In this article, we examine the dynamics of Global Value Chains (GVCs) since the 2000s. Did it show a marked expansion up to the Great Recession and did GVCs begin a downturn in the 2010s? To better understand the evolution of GVCs at the world level, we use very detailed trade data for 2000 to 2016, which distinguishes different production stages along the GVC. In particular, among intermediate goods, we focus on Parts and Components (P&C) rather than semi-finished products since the manufacture of P&C corresponds to activities more embedded in GVCs. We control, also, for the global business cycle and price effects using an original production stages deflator based on detailed bilateral trade unit-values. This new GVC indicator shows moderate growth over the study period with no trend reversal.
Over the period 2000-2016, the share of intermediate goods in world trade in nominal terms is fairly well correlated to various Global Value Chain (GVC) indicators based on international input-output matrices: a moderate expansion of international fragmentation followed by a decline from 2011 onwards.
However, taking into account price effects (using an original deflator by production stages based on very detailed and harmonised bilateral trade unit-values), our results show a different evolution: the intermediate trade share in volume is growing at a subdued rate between 2000 and 2016.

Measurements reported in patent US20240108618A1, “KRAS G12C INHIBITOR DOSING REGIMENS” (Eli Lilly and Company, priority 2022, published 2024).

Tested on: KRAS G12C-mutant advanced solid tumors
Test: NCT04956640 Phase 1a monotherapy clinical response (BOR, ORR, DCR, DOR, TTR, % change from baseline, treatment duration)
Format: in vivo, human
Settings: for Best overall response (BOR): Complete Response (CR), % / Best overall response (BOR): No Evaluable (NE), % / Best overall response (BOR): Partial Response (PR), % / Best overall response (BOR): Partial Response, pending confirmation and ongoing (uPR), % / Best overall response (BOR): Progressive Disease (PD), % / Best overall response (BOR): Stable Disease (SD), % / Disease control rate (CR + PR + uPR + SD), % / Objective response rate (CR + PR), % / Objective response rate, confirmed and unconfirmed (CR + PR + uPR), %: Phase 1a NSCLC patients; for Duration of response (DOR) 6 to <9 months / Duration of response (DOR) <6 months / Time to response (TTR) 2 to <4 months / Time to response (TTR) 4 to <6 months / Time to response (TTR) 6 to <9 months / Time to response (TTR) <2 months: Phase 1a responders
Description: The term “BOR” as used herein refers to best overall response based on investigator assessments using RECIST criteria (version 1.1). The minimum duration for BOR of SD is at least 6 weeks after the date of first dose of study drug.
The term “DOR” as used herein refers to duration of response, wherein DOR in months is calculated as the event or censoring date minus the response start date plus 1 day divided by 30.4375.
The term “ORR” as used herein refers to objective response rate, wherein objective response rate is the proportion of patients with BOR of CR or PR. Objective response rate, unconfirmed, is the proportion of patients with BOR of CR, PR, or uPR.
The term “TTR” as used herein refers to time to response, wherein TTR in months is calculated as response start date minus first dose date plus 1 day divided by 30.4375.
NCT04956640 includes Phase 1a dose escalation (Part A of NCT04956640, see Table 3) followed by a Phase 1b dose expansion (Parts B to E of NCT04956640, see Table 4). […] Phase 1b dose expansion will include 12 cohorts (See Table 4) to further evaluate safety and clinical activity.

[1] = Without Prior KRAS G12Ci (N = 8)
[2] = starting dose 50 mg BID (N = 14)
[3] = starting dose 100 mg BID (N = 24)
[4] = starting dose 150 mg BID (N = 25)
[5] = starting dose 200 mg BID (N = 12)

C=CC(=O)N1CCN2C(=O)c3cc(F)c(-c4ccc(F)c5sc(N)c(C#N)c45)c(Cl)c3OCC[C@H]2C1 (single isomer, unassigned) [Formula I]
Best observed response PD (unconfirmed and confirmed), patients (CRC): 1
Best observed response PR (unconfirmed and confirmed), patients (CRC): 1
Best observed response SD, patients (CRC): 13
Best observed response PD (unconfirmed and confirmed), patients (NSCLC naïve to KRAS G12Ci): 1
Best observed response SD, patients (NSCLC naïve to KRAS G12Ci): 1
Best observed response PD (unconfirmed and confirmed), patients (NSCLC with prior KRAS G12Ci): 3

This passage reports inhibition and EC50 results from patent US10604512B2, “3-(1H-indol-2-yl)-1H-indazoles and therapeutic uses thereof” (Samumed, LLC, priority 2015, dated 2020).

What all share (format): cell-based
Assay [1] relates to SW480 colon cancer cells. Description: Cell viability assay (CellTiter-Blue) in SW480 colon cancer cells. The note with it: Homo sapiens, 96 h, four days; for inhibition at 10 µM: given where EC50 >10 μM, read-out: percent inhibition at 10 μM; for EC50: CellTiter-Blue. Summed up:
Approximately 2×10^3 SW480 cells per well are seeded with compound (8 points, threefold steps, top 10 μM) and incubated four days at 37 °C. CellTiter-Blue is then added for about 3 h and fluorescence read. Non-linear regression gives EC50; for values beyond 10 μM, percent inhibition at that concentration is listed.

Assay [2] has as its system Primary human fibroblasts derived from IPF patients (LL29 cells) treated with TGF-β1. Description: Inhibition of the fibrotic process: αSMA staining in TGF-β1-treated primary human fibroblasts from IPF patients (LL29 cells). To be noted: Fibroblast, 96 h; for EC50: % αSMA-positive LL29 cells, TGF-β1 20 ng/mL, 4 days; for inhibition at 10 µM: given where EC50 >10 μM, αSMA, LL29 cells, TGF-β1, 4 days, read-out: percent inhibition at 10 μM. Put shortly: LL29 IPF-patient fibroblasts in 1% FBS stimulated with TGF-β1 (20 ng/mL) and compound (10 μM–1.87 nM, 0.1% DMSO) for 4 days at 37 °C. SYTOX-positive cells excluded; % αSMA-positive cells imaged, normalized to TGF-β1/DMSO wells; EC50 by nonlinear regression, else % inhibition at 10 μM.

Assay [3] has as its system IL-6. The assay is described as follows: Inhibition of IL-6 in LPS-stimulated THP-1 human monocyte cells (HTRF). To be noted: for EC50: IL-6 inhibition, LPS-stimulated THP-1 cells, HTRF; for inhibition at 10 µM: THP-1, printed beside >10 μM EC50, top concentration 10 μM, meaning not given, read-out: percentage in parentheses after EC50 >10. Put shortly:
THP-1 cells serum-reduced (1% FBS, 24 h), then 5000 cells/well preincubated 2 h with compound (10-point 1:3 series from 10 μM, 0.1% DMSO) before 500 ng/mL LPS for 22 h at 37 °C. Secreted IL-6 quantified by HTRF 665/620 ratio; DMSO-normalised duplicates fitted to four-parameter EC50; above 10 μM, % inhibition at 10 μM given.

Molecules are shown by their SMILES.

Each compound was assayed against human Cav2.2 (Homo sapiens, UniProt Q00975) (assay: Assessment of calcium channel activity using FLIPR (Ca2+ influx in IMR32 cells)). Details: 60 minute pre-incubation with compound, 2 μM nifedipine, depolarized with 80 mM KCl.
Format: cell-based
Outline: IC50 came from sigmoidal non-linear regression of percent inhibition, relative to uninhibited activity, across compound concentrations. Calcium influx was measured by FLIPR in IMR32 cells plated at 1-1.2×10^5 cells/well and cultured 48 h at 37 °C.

Focusing on the manufacture of Parts and Components (P&C), which corresponds to activities more embedded in GVCs than other intermediate goods, that is, semi-finished products, the same pattern emerges, namely a slight increase in the share of P&C in manufacturing world trade in volume. Furthermore, after controlling for the global business cycle, there is a modest but steady rise, with no sign of a downturn after the Great Recession.
GVCs are particularly well-developed for electronics, the share of this sector in P&C trade being the highest and remaining stable over the period. However, subsectors exhibit contrasting developments: P&C trade related to office machinery and computers receded while trade in telecommunications equipment, the flagship IT revolution industry, thrived.
Counts of clients or suppliers by stages of production indicate a higher and growing geographical diversity for P&C..
Updated on: 03/22/2019 16:26